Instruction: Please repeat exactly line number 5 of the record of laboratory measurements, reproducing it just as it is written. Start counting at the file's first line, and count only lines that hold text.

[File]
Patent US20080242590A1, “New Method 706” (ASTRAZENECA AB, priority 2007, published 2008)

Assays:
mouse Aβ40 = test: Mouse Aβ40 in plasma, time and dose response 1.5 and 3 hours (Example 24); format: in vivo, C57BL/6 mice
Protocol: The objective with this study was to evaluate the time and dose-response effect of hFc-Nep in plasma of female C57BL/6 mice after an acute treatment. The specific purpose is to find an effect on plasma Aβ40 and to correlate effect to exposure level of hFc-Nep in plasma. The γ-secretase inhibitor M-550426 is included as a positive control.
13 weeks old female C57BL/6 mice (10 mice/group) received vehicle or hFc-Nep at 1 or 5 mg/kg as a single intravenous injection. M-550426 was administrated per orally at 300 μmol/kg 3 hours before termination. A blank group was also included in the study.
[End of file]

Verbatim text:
13 weeks old female C57BL/6 mice (10 mice/group) received vehicle or hFc-Nep at 1 or 5 mg/kg as a single intravenous injection. M-550426 was administrated per orally at 300 μmol/kg 3 hours before termination. A blank group was also included in the study.